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Origin of the name

Several versions exist as to the origins of the name Roche-à-Bateau.  Some attribute the name to a foreign navigator who, during an exploration trip, arrived in the harbor of the place. From the ship carrying it, it seemed to him that the city had the configuration of a ship. He baptized it Roche-à-Bateau.

Another version refers to a time when there was a heavy traffic of ships in the area. These brought goods into the city  and on leaving, the workers filled them with stones in order to counterbalance and facilitate navigation. The combination of rocks and boat gives Roche-à-Bateau.

eglise st-michel.jpg

Parish of St. Michael the Archangel

In 1905, some citizens of the city including Théoguste Bois, Pétion Jean, Laurent and Ativio Dumornay met with them and wrote a letter addressed to Monsignor Pichon, bishop of  southern diocese. In this letter, they explained the attachment of the Roche-à-Batelais to God and to the Catholic Church and thus asked him to elevate the city to the rank of parish. The bishop received the request with joy and decided in August of the same year to install the new parish priest in the person of Reverend Father Rimbert who was initially parish priest of St-Jean du Sud.

The construction of the first Roche-à-Bateau church and the presbytery began in 1918 and ended in 1922. The parish was at the time directed by Father Henri Jolivert who had initiated the project after the departure of Father Rimbert. The following year, St. Michael's Day was celebrated for the first and last time in this new church. Indeed, it will not resist the cyclone which swept through the city in 1924 carrying Father Jolivert whose remains were buried under the church. Cyclones have only had a name since 1950.

The current church was built by a French priest named Jaffré who was based in Les Cayes.

The Oblates arrived in Roche-à-Bateau in 1945.

The rectory was destroyed again in August 1980 by Cyclone Allen and rebuilt the same year.

Two words about the Baptists

The Baptists arrived in Roche-à-Bateau in 1937 with Racilien Guerrier, a national of St-Jean du Sud following a stay in Cuba. Construction of the current Baptist Church was completed in 1972. 


Become common and stay that way

The town of Roche-à-Bateau was founded in the year 1800 as a district of the commune of Coteaux. It will not become common itself until towards the end of the American occupation under the presidency of Sténio Vincent in 1933.

Ten years later, in 1943, Roche-à-Bateau was to lose its municipal status for nebulous reasons that have never been fully elucidated. Some will attribute this demotion to jealous elements of the neighboring town, Côteaux, who would have badly digested the loss of income from the Roche-à-Batelais commercial sector. Roche-à-Bateau was considered the breadbasket of the South Coast of Haiti.

In 1953, Roche-à-Bateau regained its place among the communes of the Republic thanks to the insistent approaches of the deputy Henri Gattereau who had promised it to citizens of Roche-à-Batelais such as Monretour Jean & Médel Berger as a reward for their support during his campaign the previous year.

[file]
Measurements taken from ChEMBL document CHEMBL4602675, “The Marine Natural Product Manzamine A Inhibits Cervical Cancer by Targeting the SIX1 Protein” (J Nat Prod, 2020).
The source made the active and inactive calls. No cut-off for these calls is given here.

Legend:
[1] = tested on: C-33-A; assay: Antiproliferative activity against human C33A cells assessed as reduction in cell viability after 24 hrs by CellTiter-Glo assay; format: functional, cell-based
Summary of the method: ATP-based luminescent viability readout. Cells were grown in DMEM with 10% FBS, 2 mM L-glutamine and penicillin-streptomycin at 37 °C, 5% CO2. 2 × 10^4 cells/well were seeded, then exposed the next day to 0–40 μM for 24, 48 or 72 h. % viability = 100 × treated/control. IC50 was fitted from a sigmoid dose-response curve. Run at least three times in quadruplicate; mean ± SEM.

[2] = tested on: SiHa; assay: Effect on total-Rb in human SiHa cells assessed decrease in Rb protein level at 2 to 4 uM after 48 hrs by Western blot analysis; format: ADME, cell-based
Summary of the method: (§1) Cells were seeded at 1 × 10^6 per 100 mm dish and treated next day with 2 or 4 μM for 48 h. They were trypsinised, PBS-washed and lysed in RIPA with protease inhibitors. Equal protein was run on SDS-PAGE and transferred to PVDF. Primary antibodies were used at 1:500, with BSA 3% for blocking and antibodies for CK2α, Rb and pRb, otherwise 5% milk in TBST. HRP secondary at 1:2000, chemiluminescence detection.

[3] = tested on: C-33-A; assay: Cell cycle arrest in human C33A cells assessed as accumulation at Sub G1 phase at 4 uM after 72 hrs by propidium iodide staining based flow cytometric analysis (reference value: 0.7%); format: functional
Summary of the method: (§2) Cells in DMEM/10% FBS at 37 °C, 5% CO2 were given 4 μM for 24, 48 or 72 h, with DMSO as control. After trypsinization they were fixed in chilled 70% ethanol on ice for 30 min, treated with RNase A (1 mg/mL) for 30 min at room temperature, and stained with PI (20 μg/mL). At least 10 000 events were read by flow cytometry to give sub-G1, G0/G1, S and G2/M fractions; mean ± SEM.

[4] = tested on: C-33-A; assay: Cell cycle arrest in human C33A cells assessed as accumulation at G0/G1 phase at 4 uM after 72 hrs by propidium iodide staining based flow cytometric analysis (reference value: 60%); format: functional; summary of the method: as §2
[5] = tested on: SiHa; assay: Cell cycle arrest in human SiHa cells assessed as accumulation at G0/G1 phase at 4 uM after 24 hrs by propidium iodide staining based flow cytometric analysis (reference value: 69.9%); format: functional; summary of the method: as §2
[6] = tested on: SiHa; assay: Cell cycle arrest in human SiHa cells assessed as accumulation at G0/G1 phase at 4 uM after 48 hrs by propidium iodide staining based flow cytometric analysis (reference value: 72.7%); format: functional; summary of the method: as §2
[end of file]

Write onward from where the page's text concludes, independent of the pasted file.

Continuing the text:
The little story tells this episode with a wealth of detail that we summarize here.

The return of Roche-à-Bateau to the rank of the communes was entered twice on the agenda of the Assembly of Deputies between 1951 and 1952, but each time the attempt failed. Loulou Bourjolly, senator for the Coteaux district and Daniel Fignolé, president of the Chamber of Deputies were the main opponents of the project.

As the reason given was the fiscal incapacity of Roche-à-Bateau, the deputies eventually agreed that the Ministry of Finance should verify the respective revenues of Coteaux and Roche-à-Bateau. The results were astounding because the revenues of the commune of Côteaux barely represented a quarter of those of its neighbor.

On October 10, 1953, President Paul-Eugène Magloire restored Roche-à-Bateau to its municipal status. The news was greeted by the population with outpouring of joy. Rara bands, tree branches, songs and dances, all means were good to celebrate the event.

Jean-Baptiste Godard was appointed provisional mayor of the new town. He was replaced the following year by Oscar Julien, seconded by Monretour Jean who won the 1954 elections.

Roche-à-Bateau became an electoral constituency in 2005. The current deputy is a native of the municipality named Oliva Richard.

A prosperous business past 

From the beginning of the last century until the end of the first American occupation  1915-1934, Roche-à-Bateau was a prosperous port through which transit salt, charcoal, fruits and vegetables. The boats which frequented the port also came to refuel in  food (bananas, real trees, yams) which constitute the main crops of the region still considered today as the breadbasket of the South Coast, from Port-Salut to Tiburon.

The geographical location of Roche-à-Bateau unfortunately remains one of its worst enemies. Regularly hit by cyclones, Roche-à-Bateau was gradually stripped of its infrastructure and cultural heritage. Cyclone Hazel, one of the most devastating Haiti has experienced, completed the work of destruction that began in the 1920s  by destroying in particular the electrical installations with which it was partially equipped,  the telegraph service and Gingerbread houses comparable to those in Port-au-Prince or Jacmel.

Roche-à-Bateau is also the city where the family company Larco was founded, now based in Port-au-Prince and  which produces Cola Larco.

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